Ellena Savage is an author and academic. Her work is published in literary journals and anthologies around the world, including Paris Review Daily, Sydney Review of Books, Choice Words and Lifted Brow. Blueberries is her first collection.
Ellena is the recipient of several grants and prizes, including the 2019–21 Marten Bequest Travelling Scholarship.
ASTRID: Ellena Savage is a writer essayist and academic. Her work is published around the world, including in the Paris Review Daily, Literary Hub and Sydney Review of Books Blueberries, published in 2020, is her first collection. Ellena currently holds the Martin Bequest Scholarship for prose. Ellena, welcome to The Garret.
ELLENA: Thanks for having me, Astrid. It's great to talk to you.
ASTRID: Now, we are recording in June 2020 and it is, of course, via Zoom. I've just finished Blueberries, and one of the areas that you focus on in some of the pieces in Blueberries is in our industry – writing, publishing, the literary field. You actually critique what happens, how we do it, where the money flows, where the money doesn't flow. And I thought I would start by asking you in this most traumatic of years, what have you noticed and what have you observed about our industry in the last couple of months?
ELLENA: Two things I've observed. One is just the kind of absolute precarity of writers in the Australian economy, and how undervalued they are as workers. That's been really kind of not surprising, but still quite devastating to witness. And the other thing that I've noticed of course in the past few months is how much goodwill sustains literary communities, and how willing the arts workers are to just keep supporting writers at their own expense, how writers hold each other up at their own expense.
So, it's lovely and it's very depressing, but we're working in and around this industry that completely depends on basically volunteerism, and this kind of devotion to the idea of community, and the importance of the arts, which I believe in. But it's also… yeah. It's really upsetting to see how much of the culture in Australia is produced by people not really getting paid or not getting paid enough.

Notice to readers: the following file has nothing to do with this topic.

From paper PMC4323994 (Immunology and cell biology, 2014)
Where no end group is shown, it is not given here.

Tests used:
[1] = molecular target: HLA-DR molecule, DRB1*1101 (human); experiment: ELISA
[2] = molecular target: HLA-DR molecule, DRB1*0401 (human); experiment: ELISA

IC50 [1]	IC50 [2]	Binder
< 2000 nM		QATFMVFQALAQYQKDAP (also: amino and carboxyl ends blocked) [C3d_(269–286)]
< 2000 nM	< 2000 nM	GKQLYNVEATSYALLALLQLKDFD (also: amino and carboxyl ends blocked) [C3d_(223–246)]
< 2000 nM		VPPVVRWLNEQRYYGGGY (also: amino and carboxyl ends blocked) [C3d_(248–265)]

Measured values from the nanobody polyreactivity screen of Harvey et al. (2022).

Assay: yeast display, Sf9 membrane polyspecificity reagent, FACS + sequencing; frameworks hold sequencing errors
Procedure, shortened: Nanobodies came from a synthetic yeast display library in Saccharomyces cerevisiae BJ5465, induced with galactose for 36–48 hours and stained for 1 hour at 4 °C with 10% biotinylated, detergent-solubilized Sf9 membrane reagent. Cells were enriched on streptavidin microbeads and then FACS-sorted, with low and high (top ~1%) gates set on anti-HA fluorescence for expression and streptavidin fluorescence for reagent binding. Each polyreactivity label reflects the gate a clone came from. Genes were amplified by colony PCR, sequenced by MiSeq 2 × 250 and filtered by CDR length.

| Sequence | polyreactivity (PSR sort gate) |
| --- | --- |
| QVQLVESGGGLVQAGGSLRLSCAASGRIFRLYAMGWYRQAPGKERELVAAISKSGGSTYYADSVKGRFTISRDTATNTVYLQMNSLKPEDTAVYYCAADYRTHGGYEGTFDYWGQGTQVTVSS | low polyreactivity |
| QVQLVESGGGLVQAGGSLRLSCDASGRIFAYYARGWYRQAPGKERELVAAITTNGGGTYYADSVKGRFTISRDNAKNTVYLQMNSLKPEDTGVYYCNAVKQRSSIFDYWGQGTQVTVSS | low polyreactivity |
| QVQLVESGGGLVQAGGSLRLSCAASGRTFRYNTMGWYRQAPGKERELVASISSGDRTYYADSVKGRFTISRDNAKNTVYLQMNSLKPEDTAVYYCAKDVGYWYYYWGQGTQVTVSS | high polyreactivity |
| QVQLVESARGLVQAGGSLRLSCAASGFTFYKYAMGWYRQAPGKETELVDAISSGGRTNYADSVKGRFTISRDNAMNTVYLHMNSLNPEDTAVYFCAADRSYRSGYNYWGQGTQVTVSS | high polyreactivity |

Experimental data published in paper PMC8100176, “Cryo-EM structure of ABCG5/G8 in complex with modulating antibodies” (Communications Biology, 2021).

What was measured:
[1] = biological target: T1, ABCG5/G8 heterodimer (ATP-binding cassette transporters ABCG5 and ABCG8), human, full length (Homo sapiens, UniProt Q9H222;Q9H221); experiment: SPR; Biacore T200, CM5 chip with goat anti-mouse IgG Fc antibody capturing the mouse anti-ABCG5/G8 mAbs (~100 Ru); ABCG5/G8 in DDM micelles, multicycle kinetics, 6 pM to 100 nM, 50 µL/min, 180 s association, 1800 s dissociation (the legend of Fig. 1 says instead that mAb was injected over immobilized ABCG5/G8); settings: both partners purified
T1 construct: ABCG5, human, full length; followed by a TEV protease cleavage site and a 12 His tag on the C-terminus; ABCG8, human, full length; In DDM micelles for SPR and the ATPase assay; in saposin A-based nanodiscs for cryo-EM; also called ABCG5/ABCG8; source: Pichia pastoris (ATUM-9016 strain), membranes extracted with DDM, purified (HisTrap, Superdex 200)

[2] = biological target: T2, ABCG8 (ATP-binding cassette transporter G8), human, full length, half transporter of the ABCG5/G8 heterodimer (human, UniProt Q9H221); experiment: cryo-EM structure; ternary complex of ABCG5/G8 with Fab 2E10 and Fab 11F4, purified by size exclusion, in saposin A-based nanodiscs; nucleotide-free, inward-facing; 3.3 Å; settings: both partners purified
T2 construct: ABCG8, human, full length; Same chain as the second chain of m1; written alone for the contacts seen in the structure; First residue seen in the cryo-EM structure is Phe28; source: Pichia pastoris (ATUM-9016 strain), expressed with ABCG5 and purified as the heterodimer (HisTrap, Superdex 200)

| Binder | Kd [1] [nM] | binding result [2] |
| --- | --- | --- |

ASTRID: I could not agree with you more. You obviously were writing Blueberries over the last couple of years, well before the pandemic and the associated economic crisis that has come with it, but I couldn't help reading your work in light of what we are experiencing. And of course, we are both writers in Australia and our industry and the broader Arts industry was left out of the stimulus package in the wake of the pandemic, and it is extraordinary to witness how the industry itself does its best to look after each other while kind of getting ignored by everybody else.
ASTRID: Thank you for your thoughts on that, Ellena. I know I know it's a huge topic.
ELLENA: I did an interview recently… I mean, one of the things about COVID that is so… I don't know, I just don't understand it. And it's been so hard to write at the moment because I have no idea what the question is and I have no idea what the answers are. But of course, everyone is trying to think of what this means. I mean, I did an interview recently where someone asked me, ‘What do you think is going to happen to the real estate market.?’ And I'm like, ‘I’m a writer. How would I know these things?’ Yeah. There is a lot of questions and not many answers.
ASTRID: I'm interested in what you just said – you find it hard to write at the moment because you're still searching for the question. I'd like to explore that a little bit. I've heard a lot of people, most of whom aren't writers, say, ‘Oh, this is going to be a productive time and now everybody has time and you can create great works of art’ et cetera. Can you explain to me why you aren’t necessarily feeling it?
ELLENA: (laughter) Well, I had about 70 students this semester, creative writing students where you are working quite closely with each of them on their individual drafts and they're individual development, as well as writing lectures and doing classes. So, moving all of that kind of teaching online was a huge endeavour, which sessional academics like me were not actually paid, for which was very demoralising, and students were treated very poorly in that kind of change ever as well. So, there's like… I mean, for a lot of people in the Arts whose livelihood comes from teaching in academic institutions or working for arts organisations, their workload just tripled without any pay rise. So, there's been a lack actual time to begin with.
And then there is just the constant anxiety and fear, and just the sense of hugeness that it's so hard to… I don't know. Maybe there are some individual writers who are finding ways around that, you know, they're finding the questions and they have something to say right now. For me, when I write I normally start with maybe it's a sensation or a sense that I understand something, but I'm not sure how I got to that understanding and so I'm writing to kind of show the process of thinking. Or I don't know what I think about something and I want to find out, but I know the question. And in this kind of like moment I don't know, yeah, I don't know the question or the answer. I just know that it's very stressful, and sleep has been difficult.